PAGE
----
That Lives in My Chimney! D.C. Sweeps Do More Than Keep Out Critters
Is it feeling like fireplace weather for you yet? Probably. September is when most Washington residents start thinking about their chimneys and a roaring fire.
“After Labor Day there’s a general shift in attitudes here about fireplaces and chimneys,” says Sergio Monarca of the highly rated Olde Londontowne Chimney Sweep in Silver Spring, Maryland.
It's probably best to follow your initial instincts.
Why? Because it takes more than lighting a fire to make sure your fireplace and chimney are in optimum shape for the coming winter.
Local chimney experts say if you use your fireplace regularly (averaging twice a week through the cold months), you should have your chimney cleaned at least once every two years. But there’s more to it than just cleaning, which is what's most often associated with chimney sweeps.
Sure, there are those large, stiff brushes and other tools still used to dislodge creosote and soot from the interior of the chimney, but the sweep business has changed greatly in the last 30 years.
Today, the business focuses on everything from repair and restoration to proper lining and exhaust systems, Monarca says. Video inspections also can be an option.
“That’s why we inspect everything when we clean a chimney,” he adds.
Olde Londontowne charges $175 for a cleaning and inspection. Typical inspections in the Washington area can run up to $200.
Don't think you're off the cleaning hook because your fireplace uses gas logs. Gas emissions need a proper path to escape.
"Those chimneys, too, need to be inspected to ensure thing are venting correctly," Monarca says.
If rainwater is getting in the chimney or through cracks in the roof along the edge of the structure, it will damage not just the chimney, but the rest of the house. It's also smart to check the flashing near the roof.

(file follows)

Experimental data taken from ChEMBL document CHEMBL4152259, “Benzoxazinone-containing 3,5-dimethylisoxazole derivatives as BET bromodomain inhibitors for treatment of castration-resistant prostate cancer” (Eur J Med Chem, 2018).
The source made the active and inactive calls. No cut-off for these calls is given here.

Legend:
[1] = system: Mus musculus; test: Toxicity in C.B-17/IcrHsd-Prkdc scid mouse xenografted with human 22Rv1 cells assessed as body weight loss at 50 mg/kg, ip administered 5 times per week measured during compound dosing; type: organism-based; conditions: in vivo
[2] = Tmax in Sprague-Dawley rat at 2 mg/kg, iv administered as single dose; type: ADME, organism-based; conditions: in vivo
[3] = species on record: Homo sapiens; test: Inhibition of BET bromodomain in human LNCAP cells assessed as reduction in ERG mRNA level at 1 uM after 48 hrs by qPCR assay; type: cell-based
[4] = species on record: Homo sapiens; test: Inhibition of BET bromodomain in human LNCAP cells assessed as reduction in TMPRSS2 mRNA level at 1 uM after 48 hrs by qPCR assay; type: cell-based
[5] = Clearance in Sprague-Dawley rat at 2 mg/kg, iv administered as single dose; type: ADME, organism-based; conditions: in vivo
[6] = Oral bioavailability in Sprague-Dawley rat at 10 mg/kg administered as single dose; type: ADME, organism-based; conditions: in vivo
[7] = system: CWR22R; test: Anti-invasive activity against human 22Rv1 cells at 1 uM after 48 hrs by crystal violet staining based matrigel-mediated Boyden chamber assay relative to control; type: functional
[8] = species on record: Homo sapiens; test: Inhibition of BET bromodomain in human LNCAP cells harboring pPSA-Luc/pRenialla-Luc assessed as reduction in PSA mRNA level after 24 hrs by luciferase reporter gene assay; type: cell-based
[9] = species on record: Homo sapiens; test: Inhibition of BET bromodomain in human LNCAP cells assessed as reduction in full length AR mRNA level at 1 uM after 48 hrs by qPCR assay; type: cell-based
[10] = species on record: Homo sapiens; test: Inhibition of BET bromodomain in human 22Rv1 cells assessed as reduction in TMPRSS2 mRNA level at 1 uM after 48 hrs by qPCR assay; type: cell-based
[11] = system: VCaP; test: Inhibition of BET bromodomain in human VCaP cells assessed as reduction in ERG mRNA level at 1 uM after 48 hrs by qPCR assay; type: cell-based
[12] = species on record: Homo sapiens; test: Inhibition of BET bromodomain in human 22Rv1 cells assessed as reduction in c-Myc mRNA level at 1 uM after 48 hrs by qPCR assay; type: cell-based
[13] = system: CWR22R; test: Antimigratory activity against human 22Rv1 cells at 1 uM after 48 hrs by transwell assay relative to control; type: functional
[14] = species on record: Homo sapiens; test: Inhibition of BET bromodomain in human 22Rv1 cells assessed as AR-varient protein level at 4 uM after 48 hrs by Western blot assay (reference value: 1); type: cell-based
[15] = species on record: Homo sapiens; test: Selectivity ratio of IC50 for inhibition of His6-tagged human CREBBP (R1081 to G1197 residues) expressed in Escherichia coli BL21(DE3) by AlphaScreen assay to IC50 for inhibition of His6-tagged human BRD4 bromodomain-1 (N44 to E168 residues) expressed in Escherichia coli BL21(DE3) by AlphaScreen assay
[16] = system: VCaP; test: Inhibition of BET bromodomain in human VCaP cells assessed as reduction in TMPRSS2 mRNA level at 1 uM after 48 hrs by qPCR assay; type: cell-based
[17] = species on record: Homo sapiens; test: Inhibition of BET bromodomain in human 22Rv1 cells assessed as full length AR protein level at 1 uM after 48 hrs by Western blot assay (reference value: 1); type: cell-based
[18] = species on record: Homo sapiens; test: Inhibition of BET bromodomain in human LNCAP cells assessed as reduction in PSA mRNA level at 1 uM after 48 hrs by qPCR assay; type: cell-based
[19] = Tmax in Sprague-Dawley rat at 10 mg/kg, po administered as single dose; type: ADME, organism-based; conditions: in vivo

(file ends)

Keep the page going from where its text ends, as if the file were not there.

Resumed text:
Water damage is a major concern in D.C. and the surrounding Maryland and Virginia suburbs because of the constant freezing and thawing that occurs during the winter.
“Our chimneys here really take a beating,” Monarca says.
Cracks in masonry and loose bits of mortar create gaps that fire can pass through. It takes a professional eye to examine the structure of the chimney from the rooftop to assess its soundness.
Remember that earthquake that hit our area in 2011? It took a toll on many chimneys, and that damage could take time to surface.
Evidence of Birds or Animals
Also, there's a variety of bird so associated with its tendency to nest in chimneys that it's named the "chimney swift." But they aren't the only critters of concern. Raccoons and other birds also can be a problem.
“The chimney top needs a proper cap and screen to keep everything out,” Monarca says.
Checking your fireplace and chimney now not only helps to ensure a toasty winter, but it could keep money in your pockets.
"Using a qualified person will save you money in the future,” Monarca says.